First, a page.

Pregnancy scans: what do they show?
Ultrasounds are an exciting milestone on the journey to parenthood. Marianne Falconer outlines what to expect at each scan.
Obstetric ultrasounds are highly anticipated pregnancy milestones. Commonly known as ‘scans’, they provide the parents-to-be with a unique view of the developing foetus while it’s still tucked away in the womb. Often the precious moments spent with the sonographer can be all a woman needs to feel reassured that this pregnancy really is real!
Prospective parents often go to scans with their own expectations, and in the excitement, forget the medical purpose. While most scans unfold perfectly, they can also involve moments of uncertainty and disappointment, so it’s good to be prepared. For this reason, expectant mums often take their partner or a support person along to each appointment. If your partner can’t join you due to Covid-19 restrictions, waiting in the carpark is often the next best thing they can do.
To help you prepare for these appointments, here’s a guide of what to expect at each ultrasound.
What is ultrasound?
Ultrasound is a non-invasive diagnostic imaging procedure that produces pictures of the inside of the body using high frequency sound waves. The sound waves travel from a small probe called a transducer, through the skin and into the body. They bounce off internal structures like an echo and return to the transducer. The transducer collects these sound waves and sends them to a computer which creates an image. These images are captured in real time and can show the structure and movement of the body’s internal organs. They can also show blood flowing through blood vessels; this is known as Doppler ultrasound.
Ultrasound in pregnancy
During pregnancy, ultrasounds are performed to evaluate a baby’s development. The sonographer will put a clear odourless gel on your stomach and pass the transducer over your skin. This sends out ultrasound waves and picks them up again when they bounce back. A black and white picture of your baby will be shown on a small screen. Most women will have a 12-week scan, a 20-week scan and one growth scan during their ‘singleton’ pregnancy, if it is uncomplicated. However, mothers carrying twins or triplets should be prepared to have more scans.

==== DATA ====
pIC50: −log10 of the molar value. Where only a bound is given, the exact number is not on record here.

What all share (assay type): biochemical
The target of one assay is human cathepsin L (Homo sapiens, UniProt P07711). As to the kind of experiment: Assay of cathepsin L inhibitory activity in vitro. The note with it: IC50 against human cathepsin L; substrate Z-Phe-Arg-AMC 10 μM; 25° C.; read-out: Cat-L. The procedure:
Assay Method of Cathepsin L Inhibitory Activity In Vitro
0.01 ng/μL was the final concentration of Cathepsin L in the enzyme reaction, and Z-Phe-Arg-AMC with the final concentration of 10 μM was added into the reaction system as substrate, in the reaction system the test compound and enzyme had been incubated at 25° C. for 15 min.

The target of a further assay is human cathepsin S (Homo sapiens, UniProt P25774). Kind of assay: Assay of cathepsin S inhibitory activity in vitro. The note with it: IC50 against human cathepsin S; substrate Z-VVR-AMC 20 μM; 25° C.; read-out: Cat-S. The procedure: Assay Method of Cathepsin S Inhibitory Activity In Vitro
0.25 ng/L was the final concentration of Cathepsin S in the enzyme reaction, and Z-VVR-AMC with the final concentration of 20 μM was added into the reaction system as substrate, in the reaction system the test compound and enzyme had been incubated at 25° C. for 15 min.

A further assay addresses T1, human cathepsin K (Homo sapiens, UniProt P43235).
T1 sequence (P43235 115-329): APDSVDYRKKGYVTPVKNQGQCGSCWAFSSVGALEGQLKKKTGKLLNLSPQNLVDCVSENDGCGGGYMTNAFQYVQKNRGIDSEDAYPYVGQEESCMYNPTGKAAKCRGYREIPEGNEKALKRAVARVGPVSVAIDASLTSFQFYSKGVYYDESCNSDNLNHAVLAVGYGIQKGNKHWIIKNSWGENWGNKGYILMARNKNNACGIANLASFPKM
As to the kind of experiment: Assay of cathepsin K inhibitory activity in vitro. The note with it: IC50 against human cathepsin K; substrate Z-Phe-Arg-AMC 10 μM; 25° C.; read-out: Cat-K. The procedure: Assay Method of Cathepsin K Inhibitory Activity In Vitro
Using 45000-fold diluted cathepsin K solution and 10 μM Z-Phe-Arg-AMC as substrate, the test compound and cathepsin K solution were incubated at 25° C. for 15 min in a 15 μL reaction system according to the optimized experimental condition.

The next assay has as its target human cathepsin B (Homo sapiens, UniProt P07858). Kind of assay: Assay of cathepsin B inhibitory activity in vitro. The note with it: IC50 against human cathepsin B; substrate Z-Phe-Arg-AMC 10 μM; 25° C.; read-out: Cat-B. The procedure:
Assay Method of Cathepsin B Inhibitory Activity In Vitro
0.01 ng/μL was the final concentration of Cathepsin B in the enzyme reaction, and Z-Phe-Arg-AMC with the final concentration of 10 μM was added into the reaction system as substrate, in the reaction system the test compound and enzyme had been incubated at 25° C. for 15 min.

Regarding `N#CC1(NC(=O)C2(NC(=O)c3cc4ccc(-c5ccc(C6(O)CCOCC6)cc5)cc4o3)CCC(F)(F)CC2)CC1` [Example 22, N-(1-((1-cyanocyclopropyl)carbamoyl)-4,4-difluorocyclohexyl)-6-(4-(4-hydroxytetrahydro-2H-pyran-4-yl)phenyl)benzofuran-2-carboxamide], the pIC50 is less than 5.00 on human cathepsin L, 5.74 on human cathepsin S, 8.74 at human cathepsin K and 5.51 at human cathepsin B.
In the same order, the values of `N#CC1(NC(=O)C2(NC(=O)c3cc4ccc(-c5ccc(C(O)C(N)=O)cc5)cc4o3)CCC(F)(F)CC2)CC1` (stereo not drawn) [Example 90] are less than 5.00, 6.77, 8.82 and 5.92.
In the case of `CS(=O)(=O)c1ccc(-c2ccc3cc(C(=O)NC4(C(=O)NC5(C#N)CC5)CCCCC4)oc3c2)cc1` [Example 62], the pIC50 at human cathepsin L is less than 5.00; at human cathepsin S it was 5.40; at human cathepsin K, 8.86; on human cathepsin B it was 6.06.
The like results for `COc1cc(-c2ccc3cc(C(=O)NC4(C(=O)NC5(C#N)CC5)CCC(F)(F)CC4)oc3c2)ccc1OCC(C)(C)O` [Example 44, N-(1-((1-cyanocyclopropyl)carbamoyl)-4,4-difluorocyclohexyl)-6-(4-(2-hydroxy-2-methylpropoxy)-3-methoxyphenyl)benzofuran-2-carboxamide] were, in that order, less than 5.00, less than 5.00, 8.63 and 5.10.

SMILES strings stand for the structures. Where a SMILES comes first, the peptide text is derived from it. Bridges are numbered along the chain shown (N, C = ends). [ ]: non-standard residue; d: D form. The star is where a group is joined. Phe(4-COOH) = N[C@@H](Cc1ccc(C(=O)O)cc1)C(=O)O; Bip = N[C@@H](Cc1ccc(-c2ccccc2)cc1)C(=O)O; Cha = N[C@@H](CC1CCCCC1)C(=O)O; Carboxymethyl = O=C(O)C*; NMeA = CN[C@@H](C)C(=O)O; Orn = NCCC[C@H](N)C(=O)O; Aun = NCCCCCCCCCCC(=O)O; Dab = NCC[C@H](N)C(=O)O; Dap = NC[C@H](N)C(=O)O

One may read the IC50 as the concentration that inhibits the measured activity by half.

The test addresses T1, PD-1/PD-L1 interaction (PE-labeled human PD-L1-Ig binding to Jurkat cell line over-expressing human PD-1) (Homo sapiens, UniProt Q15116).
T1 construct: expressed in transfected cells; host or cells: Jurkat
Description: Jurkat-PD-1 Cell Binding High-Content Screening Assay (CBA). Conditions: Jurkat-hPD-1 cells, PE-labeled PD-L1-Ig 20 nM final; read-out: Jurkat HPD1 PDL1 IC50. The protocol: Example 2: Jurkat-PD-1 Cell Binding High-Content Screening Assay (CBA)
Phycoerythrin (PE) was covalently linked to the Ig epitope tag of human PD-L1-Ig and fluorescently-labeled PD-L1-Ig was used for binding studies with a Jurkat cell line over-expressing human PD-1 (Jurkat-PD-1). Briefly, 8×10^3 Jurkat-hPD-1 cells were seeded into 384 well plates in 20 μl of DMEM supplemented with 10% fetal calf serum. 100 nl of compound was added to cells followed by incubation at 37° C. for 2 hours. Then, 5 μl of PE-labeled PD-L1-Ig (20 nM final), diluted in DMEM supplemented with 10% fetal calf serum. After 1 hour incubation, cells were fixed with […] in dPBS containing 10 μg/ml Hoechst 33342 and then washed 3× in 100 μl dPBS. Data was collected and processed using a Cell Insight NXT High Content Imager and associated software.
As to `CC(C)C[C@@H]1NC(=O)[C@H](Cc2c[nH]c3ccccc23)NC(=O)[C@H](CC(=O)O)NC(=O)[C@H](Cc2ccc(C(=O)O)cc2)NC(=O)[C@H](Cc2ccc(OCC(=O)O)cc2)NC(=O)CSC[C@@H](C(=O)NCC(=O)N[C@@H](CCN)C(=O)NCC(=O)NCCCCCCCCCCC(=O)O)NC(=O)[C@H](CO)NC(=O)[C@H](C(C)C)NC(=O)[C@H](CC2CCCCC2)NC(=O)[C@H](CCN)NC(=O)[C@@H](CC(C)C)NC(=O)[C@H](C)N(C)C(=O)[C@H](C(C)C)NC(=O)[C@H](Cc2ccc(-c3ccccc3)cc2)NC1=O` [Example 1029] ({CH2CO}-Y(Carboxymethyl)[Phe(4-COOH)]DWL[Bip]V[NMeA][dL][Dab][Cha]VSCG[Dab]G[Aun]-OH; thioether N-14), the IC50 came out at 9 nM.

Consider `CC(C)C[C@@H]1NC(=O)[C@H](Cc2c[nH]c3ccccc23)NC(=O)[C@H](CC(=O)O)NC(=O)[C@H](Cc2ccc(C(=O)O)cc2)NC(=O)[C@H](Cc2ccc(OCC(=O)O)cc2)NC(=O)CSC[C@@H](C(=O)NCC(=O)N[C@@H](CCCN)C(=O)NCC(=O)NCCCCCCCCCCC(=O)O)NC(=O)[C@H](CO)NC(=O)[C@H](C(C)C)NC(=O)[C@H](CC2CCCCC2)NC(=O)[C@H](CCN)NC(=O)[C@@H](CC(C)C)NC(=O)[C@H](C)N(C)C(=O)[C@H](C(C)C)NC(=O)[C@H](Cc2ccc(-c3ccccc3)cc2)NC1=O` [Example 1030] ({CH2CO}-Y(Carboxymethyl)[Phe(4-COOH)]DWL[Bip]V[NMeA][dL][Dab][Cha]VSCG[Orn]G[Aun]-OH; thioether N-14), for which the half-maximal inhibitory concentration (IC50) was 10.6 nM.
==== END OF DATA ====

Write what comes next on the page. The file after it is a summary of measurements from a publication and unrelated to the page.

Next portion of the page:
Early pregnancy Scan (7 weeks)
Also known as the ‘dating scan’, this one is non-routine and only offered to mums if needed to assess the dates and viability of the embryo. At seven weeks, the embryo is still tiny (about the size of a blueberry!) so you’ll be asked to drink fluids prior to your appointment to help the sonographer find the cute little button.
Careful measurements taken in the first trimester are even more accurate at predicting an embryo’s age than ultrasounds performed later in pregnancy. As the baby-to-be grows larger, the measurements are less reliable at predicting age because of the varying growth trajectory each baby follows. Highlights at this scan are usually seeing the baby’s heartbeat for the first time (typically visible from 6-7 weeks onwards) and catching a glimpse of your cute blueberry-sized blob, although these observations are not guaranteed.
One of the most awe-inspiring aspects of having an early scan is seeing the incredible growth and development that takes place between now and the routine 12-week scan.
The Chromosomal Assessment Scan
Since the dating scan, the little embryo has developed by leaps and bounds and has transformed into a fully formed foetus –the growth is mind-blowing! At 12 weeks your baby is all of 3 inches long – about the size of a juicy lime! All your baby’s major organs are now developed, so you can expect to see your little one’s vital organs and bone structure, as well as the life-giving placenta.
At this scan you’ll be asked to have a full bladder to aid the sonographer in finding the foetus. The 12-week scan is also called a ‘nuchal translucency scan’ and is a screening test for Down syndrome and other chromosomal abnormalities. The best time to come for a nuchal scan is from 12 weeks until 13.5 weeks, as this increases the scan’s accuracy. The nuchal translucency (or nuchal fold) is a measurement of the skin thickness behind the baby’s neck. This measurement, combined with maternal age and blood test results, gives details of the adjusted chance of having a baby with Down syndrome or other chromosomal abnormality.